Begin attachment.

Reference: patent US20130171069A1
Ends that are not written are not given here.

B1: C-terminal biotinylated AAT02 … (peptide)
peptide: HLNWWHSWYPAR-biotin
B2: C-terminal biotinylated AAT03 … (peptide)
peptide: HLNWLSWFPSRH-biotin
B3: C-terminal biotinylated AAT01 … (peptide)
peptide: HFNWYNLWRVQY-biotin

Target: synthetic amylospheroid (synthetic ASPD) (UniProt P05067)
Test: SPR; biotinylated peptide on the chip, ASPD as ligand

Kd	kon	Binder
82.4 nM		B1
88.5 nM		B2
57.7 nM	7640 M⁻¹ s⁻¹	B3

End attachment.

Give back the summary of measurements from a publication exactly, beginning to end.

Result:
Reference: patent US20130171069A1
Ends that are not written are not given here.

B1: C-terminal biotinylated AAT02 … (peptide)
peptide: HLNWWHSWYPAR-biotin
B2: C-terminal biotinylated AAT03 … (peptide)
peptide: HLNWLSWFPSRH-biotin
B3: C-terminal biotinylated AAT01 … (peptide)
peptide: HFNWYNLWRVQY-biotin

Target: synthetic amylospheroid (synthetic ASPD) (UniProt P05067)
Test: SPR; biotinylated peptide on the chip, ASPD as ligand

Kd	kon	Binder
82.4 nM		B1
88.5 nM		B2
57.7 nM	7640 M⁻¹ s⁻¹	B3